Alpine environments threatened by increased number of campfires

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Campfires can be a great way to enjoy the outdoors, but they also pose a threat to sensitive alpine environments, according to the chair of Vancouver Island’s Alpine Club of Canada chapter.

“What might have not been a problem ten years ago, when there were many fewer people, becomes potentially a crisis, with the number of people we’re seeing in the backcountry now,” said Catrin Brown.

Alpine ecosystems have a very short growing season, due to the harsh, often windy, conditions and lower temperatures, according to Brown. When hikers remove wood for a campfire, the impact is much higher than it would be at a lower altitude because there are fewer trees.

“When you remove something, you change everything. You are having an impact that will not be quickly reversed,” said Brown.

Removing wood or cutting down a tree has an effect on the entire food web, she said.

“It acts as a shelter for many organisms. Its breakdown is part of the natural cycle. The production of soil comes from these decomposition processes and then from soil and microorganisms — plants flourish,” she said.

Barry Hansen has been hiking in alpine environments for decades and said he has seen an increase in activity in the past few years and even more since the COVID-19 pandemic began. He said during a recent hike through Strathcona Provincial Park, where fires are banned year-round, he saw lots of evidence of campfires.

“We found many fire rings. Some were massive at some of the lakes and some were even up in the higher alpine rock areas. We were just shocked at how many people were burning back in there,” he said.

Barry Hansen on a hike to Golden Hinde (seen in background), Vancouver Island’s tallest mountain, in Strathcona Provincial Park, where campfires are banned. PHOTO COURTESY OF BARRY HANSEN.

These fragile ecosystems are home to many species, which have adapted to high altitudes and are not found in great abundance elsewhere, according to Brown. Vancouver Island’s alpine and subalpine environments also feature old-growth trees.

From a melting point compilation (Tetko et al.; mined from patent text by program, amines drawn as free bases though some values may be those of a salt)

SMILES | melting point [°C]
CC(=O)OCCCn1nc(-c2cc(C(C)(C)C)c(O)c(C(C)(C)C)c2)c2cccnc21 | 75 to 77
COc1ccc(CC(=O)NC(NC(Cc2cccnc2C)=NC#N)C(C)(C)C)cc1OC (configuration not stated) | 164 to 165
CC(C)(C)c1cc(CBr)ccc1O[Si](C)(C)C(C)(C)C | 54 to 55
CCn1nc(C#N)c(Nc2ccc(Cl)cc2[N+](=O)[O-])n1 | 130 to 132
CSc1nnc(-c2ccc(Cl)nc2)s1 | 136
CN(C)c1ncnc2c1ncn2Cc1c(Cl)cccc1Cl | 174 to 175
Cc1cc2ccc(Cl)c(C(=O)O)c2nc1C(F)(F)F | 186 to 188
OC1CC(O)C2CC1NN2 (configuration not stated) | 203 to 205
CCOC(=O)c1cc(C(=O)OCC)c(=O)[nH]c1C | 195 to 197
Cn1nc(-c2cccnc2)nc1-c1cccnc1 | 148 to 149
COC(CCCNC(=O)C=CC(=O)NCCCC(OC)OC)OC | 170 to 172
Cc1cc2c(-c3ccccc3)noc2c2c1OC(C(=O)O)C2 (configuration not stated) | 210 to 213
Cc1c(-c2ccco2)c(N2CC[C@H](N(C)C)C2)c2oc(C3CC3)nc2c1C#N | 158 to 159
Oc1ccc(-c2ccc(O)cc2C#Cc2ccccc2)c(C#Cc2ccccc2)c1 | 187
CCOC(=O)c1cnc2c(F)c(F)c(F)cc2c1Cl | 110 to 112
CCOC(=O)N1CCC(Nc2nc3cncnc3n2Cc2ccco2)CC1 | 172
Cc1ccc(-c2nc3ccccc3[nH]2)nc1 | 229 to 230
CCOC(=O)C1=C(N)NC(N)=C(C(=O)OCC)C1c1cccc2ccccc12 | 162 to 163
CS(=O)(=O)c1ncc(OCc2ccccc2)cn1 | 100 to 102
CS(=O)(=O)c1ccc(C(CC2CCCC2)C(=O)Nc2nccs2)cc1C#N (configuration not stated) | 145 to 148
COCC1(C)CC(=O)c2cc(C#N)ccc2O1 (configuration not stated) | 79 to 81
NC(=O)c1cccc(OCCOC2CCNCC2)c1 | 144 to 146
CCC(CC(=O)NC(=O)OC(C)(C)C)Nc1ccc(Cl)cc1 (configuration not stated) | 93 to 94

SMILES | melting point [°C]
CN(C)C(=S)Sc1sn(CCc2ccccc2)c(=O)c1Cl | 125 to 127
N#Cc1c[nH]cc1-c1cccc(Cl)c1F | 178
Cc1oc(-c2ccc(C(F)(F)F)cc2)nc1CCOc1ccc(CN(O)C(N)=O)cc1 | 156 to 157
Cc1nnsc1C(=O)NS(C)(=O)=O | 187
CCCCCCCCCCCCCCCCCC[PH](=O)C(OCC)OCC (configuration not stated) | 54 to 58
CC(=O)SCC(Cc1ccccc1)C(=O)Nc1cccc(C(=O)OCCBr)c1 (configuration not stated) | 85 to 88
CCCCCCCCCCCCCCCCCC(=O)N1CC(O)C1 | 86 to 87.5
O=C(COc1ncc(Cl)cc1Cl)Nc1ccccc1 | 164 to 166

“The ones in the alpine don’t seem that impressive, but they’re just as old. They’re hundreds of years old and can be quite small and there’s not many of them,” said Hansen, referring to trees shaped in a stunted and twisted pattern due to strong winds known as “krummholz.”

Brown and Hansen both said they would like to see more education about the effects of campfires in the alpine, rather than getting legislation passed.

“I really do believe most people want to do the right thing. They’re there because they love the mountains and I don’t think they willfully want to take that opportunity away from other people,” said Brown.

Hansen encouraged hikers to practice Leave No Trace principles — bring back everything you came in with on a hike and leave behind only footprints.

“I would say one of the obvious things to do is — for cooking — carry a lightweight stove, which leaves no trace. Avoid making fires wherever possible because I can’t think of a way of doing it in the alpine that truly leaves no trace,” said Brown.

One thought on “Alpine environments threatened by increased number of campfires

  1. Hi Kevin – You may want to consider an excellent story about a nearby farmer who is being squeezed locally, provincially and federally. Her name is Claudia Bruyckere (, who has been my supplier of horse hay for over 15 years. Her farm is immediately east of the airport and she’s being harassed about the height of her trees. Besides her hay, cow/meat & chicken businesses, she also had pheasant shooting on her acreage which she is no longer be allowed to do. Even though she is grand-fathered about water usage, she is also being harassed about her licence. She and her husband Dean put two now-grown kids through school (providing summer jobs for lots of their friends), helping at school fund-raisers with all sorts of diverse sales, and today he (a retired policeman) is still volunteering with local youth. They are remarkable people!


    Deborah McKinley


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